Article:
During this time, Bitcoin hit an ATH over $1,100, bringing the market capitalization to almost $12 billion dollars. Over the next few years, the price of Bitcoin collapsed and hit a low of about $200 before re climbing during the last year to an All Time High of almost $3,000.
While this has been great for cryptocurrency, the time frame of when these events happened and how long it took to both crash and recover are often lost. Bitcoin first hit an all time high in early December of 2013. The cryptocurrency hit a post market low of less than $200 in January of 2015, over one year later. He’s the amazing part: Bitcoin did not raise above $500 until May of 2016 and did not surprise it’s previous ATH until January of 2017, a full three years after it’s old peak.
What Does This Mean For the Cryptocurrency Market Today?
No two bubbles act quite alike. The Housing Bubble and Bitcoin recovered within a decade of one another, while the Nasdaq took almost two decades to reach it’s old ATH. Some crashed faster than other and recovered quicker, and each had their own size.
However one thing that does become apparent through all of these crashes is this: when a crash takes place, it does not take weeks or months to recover, but takes years to return to their previous highs. There are almost no examples of markets rising as fast as these markets and then sustaining or even growing beyond that. Markets and people do not act like that.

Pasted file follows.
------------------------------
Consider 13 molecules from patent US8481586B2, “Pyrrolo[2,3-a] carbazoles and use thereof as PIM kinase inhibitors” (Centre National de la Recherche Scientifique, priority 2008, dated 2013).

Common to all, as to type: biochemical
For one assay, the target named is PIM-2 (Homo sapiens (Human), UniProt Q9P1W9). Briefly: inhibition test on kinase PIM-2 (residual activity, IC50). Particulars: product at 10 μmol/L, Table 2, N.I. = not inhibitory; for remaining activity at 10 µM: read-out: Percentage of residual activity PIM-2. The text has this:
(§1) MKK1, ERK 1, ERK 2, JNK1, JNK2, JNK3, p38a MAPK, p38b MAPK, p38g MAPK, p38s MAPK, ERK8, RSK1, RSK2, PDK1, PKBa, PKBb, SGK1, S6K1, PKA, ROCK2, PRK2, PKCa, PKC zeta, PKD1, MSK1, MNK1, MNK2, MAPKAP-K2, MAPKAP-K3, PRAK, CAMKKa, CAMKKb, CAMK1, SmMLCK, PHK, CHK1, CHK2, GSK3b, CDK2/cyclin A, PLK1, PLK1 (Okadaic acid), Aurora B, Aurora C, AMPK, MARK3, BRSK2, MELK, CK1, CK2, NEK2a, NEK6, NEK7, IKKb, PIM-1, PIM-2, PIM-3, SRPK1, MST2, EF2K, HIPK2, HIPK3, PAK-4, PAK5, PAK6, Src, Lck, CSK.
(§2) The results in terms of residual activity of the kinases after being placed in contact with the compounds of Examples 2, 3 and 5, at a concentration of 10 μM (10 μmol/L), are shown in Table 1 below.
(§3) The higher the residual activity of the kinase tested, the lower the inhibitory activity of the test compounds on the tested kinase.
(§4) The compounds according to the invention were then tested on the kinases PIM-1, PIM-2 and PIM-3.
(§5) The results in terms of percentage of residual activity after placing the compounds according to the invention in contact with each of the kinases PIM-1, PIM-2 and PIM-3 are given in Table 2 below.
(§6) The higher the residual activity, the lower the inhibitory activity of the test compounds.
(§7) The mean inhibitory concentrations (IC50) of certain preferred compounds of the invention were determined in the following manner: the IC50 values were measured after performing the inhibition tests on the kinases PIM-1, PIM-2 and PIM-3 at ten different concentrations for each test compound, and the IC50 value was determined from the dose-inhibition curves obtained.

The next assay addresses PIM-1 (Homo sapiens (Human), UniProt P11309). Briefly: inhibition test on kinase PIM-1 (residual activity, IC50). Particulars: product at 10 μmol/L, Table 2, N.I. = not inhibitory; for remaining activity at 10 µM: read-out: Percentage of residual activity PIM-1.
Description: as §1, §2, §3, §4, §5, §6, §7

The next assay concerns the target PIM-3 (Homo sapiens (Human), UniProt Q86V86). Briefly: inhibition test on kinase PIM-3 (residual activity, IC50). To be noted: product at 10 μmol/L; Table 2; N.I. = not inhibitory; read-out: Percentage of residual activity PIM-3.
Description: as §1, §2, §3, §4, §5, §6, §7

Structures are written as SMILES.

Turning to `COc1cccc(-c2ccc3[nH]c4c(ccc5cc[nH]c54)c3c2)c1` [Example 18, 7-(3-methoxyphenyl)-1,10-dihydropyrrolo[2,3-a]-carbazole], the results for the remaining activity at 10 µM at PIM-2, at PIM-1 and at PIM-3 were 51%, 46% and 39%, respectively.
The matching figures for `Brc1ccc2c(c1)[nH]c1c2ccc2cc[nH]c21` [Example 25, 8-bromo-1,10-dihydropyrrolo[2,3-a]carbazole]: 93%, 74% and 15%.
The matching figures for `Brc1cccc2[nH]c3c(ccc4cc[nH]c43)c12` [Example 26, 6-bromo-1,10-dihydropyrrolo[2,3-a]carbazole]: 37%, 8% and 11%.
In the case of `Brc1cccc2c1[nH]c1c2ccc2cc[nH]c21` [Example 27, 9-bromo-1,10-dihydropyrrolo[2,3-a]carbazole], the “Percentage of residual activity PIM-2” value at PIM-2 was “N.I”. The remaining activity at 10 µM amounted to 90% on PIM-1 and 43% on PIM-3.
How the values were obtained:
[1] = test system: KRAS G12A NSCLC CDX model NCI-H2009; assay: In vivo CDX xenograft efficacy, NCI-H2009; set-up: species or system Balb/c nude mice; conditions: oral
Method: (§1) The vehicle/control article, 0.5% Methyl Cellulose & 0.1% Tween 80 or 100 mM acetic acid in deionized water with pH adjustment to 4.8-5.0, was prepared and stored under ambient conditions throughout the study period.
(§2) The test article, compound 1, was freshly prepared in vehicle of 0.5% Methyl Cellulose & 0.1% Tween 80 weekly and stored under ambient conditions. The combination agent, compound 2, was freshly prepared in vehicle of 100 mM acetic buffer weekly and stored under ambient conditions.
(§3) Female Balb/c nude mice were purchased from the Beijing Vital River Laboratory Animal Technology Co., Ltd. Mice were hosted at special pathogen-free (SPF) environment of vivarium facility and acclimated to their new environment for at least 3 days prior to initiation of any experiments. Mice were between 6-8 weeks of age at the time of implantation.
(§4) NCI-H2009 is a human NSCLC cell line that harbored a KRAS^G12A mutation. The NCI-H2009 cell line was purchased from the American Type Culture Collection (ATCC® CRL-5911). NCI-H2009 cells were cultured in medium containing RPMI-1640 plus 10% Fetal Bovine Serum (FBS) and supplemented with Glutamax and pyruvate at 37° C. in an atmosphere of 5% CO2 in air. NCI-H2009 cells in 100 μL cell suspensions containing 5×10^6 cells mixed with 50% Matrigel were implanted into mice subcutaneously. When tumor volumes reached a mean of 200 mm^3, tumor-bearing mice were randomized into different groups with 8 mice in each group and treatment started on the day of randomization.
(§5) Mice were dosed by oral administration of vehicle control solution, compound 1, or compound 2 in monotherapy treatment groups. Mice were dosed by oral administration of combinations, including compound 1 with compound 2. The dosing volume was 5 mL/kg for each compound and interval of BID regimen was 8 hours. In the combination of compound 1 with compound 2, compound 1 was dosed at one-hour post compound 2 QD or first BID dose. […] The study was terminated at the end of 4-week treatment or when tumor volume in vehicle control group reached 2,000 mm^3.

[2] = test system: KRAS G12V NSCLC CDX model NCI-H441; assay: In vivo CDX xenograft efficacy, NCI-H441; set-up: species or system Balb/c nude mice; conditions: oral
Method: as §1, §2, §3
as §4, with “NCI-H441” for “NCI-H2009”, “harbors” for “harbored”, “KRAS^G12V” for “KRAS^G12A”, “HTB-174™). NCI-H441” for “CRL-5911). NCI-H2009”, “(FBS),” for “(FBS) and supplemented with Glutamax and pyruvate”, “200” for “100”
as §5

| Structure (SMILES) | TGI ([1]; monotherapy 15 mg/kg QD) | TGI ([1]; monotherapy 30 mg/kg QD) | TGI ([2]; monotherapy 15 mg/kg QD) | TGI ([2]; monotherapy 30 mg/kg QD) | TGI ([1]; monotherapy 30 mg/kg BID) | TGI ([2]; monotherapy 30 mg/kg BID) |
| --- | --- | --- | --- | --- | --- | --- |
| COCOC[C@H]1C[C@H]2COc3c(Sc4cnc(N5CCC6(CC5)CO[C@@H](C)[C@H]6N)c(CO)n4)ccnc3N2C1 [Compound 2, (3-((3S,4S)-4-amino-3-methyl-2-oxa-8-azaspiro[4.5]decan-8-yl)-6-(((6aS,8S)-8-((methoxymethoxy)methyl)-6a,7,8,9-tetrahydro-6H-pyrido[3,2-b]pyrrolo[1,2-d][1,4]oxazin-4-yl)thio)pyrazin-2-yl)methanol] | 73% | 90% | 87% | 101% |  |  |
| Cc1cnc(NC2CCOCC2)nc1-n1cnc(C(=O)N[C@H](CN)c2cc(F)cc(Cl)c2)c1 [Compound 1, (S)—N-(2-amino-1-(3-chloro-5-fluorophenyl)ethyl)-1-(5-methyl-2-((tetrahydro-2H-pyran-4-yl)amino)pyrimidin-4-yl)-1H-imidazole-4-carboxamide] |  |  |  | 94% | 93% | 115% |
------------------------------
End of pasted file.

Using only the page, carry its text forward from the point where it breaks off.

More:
Here is the cryptocurrency market today:
And here is the cryptocurrency market without Bitcoin:
Even if this market reacts like Bitcoin and recovers just as quickly, we may not expect to see $+60 billion altcoin market valuation again until the year 2020 and may not even hit a price floor until 2018. If it responds like the Nasdaq, then we’re talking about the late-2020’s until the price recovers.
If this were the case, how would you choose to respond? Would you be worried about the price of Ethereum or Ripple or any other cryptocurrency on a day to day basis? Or would you rather pour your time and energy into something of more substance?
This is far from the last cryptocurrency crash our market has seen, and if the last two are any indication of where we’re going next (2013 -> $12 Billion, 2017 -> +$120 Billion), we’re likely going to see bigger highs and vaster lows.